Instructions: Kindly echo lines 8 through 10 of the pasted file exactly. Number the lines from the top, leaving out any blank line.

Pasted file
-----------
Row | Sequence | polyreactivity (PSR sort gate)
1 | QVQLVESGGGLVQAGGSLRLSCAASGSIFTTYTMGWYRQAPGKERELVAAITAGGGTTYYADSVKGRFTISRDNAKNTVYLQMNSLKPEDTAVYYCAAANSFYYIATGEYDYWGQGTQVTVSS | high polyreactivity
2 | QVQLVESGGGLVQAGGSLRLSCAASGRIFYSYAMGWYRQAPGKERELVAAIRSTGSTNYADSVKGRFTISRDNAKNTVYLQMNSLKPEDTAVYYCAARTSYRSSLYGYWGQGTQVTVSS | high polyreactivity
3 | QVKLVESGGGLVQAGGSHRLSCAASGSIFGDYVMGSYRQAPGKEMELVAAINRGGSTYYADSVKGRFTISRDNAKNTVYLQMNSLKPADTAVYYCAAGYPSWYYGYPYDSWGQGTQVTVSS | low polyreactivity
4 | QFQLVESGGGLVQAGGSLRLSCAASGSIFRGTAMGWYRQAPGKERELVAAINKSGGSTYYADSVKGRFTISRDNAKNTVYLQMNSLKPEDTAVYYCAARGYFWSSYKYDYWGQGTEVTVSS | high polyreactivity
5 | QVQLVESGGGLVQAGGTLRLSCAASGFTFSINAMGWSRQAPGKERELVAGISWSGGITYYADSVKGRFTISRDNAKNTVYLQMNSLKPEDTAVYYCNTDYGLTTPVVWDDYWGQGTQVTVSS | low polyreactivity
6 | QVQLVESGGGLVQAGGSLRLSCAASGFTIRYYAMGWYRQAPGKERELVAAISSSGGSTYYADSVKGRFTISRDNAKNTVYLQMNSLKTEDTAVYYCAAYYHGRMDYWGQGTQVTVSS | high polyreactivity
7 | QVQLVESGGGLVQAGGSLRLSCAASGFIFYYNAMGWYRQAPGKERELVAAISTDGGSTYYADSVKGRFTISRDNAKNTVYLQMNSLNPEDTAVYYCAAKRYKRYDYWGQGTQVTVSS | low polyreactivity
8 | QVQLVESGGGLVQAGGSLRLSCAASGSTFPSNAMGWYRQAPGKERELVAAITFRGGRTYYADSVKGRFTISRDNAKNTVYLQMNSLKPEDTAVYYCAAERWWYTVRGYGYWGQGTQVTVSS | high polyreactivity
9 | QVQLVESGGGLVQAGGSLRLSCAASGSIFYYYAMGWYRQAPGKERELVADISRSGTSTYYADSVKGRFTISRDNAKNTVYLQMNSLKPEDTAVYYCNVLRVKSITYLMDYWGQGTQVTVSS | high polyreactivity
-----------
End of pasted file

7 | QVQLVESGGGLVQAGGSLRLSCAASGFIFYYNAMGWYRQAPGKERELVAAISTDGGSTYYADSVKGRFTISRDNAKNTVYLQMNSLNPEDTAVYYCAAKRYKRYDYWGQGTQVTVSS | low polyreactivity
8 | QVQLVESGGGLVQAGGSLRLSCAASGSTFPSNAMGWYRQAPGKERELVAAITFRGGRTYYADSVKGRFTISRDNAKNTVYLQMNSLKPEDTAVYYCAAERWWYTVRGYGYWGQGTQVTVSS | high polyreactivity
9 | QVQLVESGGGLVQAGGSLRLSCAASGSIFYYYAMGWYRQAPGKERELVADISRSGTSTYYADSVKGRFTISRDNAKNTVYLQMNSLKPEDTAVYYCNVLRVKSITYLMDYWGQGTQVTVSS | high polyreactivity